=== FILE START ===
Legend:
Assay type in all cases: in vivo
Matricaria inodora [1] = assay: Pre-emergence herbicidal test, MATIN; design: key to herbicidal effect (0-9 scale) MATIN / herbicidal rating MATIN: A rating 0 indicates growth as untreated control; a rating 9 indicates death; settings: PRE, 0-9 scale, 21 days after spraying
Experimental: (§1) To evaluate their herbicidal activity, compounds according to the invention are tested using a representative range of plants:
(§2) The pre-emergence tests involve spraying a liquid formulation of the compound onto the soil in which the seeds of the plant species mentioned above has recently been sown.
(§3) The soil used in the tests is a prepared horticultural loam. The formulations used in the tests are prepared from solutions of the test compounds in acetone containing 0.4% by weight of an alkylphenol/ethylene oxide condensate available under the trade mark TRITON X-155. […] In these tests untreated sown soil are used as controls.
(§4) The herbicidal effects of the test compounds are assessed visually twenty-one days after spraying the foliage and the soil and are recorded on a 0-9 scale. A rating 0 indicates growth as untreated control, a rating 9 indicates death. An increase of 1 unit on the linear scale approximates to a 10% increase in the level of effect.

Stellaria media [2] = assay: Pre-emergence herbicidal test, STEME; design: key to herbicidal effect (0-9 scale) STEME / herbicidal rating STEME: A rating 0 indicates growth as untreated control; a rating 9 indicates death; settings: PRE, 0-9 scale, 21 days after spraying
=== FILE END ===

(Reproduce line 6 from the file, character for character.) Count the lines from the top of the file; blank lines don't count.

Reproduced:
(§3) The soil used in the tests is a prepared horticultural loam. The formulations used in the tests are prepared from solutions of the test compounds in acetone containing 0.4% by weight of an alkylphenol/ethylene oxide condensate available under the trade mark TRITON X-155. […] In these tests untreated sown soil are used as controls.